so i still haven't answered the question why well this is the vertical mattress have a look at it and the reason why we use vertical mattresses we want to get eversion of the edges those edges need to pop up and sometimes the skin is just so thin it won't do that so the best way to think of it as two simple interrupted stacked one upon the other vertically the first pass is just like a standard simple interrupted perhaps just a little bit wider from the wound edges the second pass we turn the needle around in the needle driver and we sew back handed so we come back picking up just the edge of the skin how much well one of my teachers once said six cells thick that's maybe an overstatement but just the epidermis and the dermis on both sides and then when you tie it what happens is those edges evert up i would use this on the back of the hand for example if the edges want to go in anytime we just need to get eversion so the key points for mattress sutures are think of it as two simple interrupteds stacked one upon the other

on the second pass just pick up the skin edge and no more if you have too much you'll expose dermis the calmness mistake is not having enough distance between the passes on each side and what do i mean by that i mean these two areas need to be separated a little bit or you won't be able to see the stitch to take it out it's a great stitch and there's lots of indications for use

so let's practice this now on the foam pad make an incision in the foam pad and then just remember what we're doing is replacing two simple interrupteds great simple interrupted my wrist rotated well back i'm going to come through and make the pass all the way through on both sides with one pass pull the stitch in through turn the needle around in the needle driver because we're going to be coming back in a backhanded fashion here pick up just the edge in this case it'll be the beige representing the epidermis and maybe a little bit of the red of the dermis pop it through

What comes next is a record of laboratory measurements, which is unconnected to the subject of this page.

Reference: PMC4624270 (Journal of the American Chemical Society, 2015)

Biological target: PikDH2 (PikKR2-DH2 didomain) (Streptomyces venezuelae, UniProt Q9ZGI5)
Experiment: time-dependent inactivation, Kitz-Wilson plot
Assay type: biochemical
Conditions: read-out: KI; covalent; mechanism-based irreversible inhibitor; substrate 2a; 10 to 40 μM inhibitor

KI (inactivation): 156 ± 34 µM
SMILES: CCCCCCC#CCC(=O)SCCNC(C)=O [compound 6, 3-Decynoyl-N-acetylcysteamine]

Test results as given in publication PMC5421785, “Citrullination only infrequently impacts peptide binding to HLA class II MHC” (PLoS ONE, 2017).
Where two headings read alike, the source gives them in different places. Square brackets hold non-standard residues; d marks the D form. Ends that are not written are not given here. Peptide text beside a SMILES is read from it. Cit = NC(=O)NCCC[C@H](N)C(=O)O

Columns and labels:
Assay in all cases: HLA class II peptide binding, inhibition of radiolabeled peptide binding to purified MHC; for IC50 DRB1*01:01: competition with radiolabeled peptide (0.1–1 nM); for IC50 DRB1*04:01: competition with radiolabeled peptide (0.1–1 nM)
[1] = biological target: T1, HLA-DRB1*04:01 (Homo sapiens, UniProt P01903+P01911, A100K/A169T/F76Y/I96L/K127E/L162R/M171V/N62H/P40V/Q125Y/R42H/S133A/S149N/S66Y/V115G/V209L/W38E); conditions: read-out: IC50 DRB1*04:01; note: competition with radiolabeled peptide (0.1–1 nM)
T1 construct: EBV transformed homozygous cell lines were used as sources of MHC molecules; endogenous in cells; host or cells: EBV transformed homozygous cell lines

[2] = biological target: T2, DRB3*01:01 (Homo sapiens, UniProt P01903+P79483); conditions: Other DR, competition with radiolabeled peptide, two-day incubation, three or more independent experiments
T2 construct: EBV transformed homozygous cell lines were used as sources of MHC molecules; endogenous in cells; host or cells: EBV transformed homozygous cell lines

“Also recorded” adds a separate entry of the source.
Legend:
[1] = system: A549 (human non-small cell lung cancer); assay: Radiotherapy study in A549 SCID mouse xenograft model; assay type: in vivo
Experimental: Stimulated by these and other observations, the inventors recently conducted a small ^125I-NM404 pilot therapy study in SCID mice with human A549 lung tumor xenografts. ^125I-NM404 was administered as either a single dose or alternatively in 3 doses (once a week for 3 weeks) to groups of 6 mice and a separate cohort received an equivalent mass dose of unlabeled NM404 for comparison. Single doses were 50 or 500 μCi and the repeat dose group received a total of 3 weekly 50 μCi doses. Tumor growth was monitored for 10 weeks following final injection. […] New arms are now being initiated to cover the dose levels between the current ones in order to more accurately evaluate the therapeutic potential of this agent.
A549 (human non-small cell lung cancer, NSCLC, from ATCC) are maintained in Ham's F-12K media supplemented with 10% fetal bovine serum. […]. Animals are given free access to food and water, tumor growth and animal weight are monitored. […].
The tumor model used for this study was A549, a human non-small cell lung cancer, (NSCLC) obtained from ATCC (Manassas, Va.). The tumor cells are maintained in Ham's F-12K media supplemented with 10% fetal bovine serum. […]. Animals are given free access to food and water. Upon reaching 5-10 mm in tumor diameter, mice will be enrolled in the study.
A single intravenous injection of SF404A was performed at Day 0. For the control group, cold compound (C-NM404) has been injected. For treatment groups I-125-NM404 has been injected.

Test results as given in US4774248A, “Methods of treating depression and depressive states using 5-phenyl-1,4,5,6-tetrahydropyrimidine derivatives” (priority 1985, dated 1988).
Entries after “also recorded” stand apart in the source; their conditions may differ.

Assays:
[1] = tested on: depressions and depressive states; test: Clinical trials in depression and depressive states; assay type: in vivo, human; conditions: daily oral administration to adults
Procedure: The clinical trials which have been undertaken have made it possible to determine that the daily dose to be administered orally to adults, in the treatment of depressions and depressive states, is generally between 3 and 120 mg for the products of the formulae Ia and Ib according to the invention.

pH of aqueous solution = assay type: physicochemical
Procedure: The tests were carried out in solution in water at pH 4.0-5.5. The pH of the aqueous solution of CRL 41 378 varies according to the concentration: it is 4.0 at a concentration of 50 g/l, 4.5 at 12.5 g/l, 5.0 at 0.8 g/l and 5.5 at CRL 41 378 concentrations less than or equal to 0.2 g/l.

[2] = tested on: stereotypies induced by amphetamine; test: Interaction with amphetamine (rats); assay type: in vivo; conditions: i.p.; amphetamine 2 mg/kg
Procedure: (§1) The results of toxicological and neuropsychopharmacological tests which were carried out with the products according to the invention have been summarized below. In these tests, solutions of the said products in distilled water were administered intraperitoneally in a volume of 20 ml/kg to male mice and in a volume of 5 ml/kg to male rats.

you can see we've separated each of the sides as i mentioned so we can see some of the stitch still to take it out and when we tie it up this everts the edges beautifully

lovely e version you can see enough of the stitches to be able to take that out as well we'll talk about how to remove these when we talk about suture removal let's have a look at it again

the first is a simple interrupted

roll the needle all the way through work with the curve of the needle

turn the needle around so we can sew backhanded

pick up just the edge

now what's the difference between these two you can see i haven't separated the two stitches on one side this is going to be a tough stitch to take out we don't want to do that you want to do it as we did in the first pass where you see enough stitch you can get it out that's an easy one the bottom one's going to be very difficult okay let's have a look and see what this looks like on real skin

i'm going to make one pass on one side one on the other rather than going all the way through tissues are separated a little bit notice the distance that i'm coming out a little further than you would normally go with the simple interrupted but it is a simple interrupted backhand the needle come back just the skin edge and that's all

six cells well maybe that's an overstatement but it's thin and then when you tie it together watch as the skin edges just ever beautifully just enough tension just to get them up don't overdo it

and there you can see the edges come up nicely this is a terrific stitch when it's needed the vertical mattress